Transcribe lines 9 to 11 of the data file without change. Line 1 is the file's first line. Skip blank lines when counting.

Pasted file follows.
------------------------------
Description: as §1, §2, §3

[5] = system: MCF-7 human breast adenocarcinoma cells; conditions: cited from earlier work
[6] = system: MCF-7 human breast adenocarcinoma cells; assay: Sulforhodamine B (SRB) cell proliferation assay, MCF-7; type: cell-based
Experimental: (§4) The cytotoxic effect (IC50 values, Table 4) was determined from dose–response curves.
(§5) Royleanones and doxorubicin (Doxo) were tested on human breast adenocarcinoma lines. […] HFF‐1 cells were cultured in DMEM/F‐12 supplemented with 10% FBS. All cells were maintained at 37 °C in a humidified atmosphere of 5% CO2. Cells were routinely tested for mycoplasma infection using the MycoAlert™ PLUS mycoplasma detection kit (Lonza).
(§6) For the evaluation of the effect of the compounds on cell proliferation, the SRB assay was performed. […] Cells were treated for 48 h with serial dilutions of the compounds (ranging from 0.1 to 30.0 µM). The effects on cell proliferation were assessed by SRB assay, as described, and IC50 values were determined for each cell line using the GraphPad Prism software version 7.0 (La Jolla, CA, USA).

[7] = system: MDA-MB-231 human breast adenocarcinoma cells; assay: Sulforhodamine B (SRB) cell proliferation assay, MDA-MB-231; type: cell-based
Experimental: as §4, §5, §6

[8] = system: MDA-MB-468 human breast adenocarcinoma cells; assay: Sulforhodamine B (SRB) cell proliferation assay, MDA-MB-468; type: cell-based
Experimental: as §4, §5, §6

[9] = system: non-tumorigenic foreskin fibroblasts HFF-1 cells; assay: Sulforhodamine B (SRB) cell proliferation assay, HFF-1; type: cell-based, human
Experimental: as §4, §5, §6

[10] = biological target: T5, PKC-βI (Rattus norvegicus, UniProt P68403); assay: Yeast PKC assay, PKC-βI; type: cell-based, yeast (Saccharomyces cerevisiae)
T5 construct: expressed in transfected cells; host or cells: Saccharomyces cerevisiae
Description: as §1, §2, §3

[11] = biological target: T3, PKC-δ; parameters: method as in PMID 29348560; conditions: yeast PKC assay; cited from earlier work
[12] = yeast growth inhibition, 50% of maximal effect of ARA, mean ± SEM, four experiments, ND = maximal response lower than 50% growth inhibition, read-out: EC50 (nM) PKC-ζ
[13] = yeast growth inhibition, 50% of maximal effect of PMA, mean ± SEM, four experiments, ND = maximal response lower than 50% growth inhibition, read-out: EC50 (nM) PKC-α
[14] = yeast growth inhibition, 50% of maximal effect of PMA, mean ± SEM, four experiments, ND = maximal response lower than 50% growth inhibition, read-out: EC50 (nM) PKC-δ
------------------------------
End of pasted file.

[8] = system: MDA-MB-468 human breast adenocarcinoma cells; assay: Sulforhodamine B (SRB) cell proliferation assay, MDA-MB-468; type: cell-based
Experimental: as §4, §5, §6

[9] = system: non-tumorigenic foreskin fibroblasts HFF-1 cells; assay: Sulforhodamine B (SRB) cell proliferation assay, HFF-1; type: cell-based, human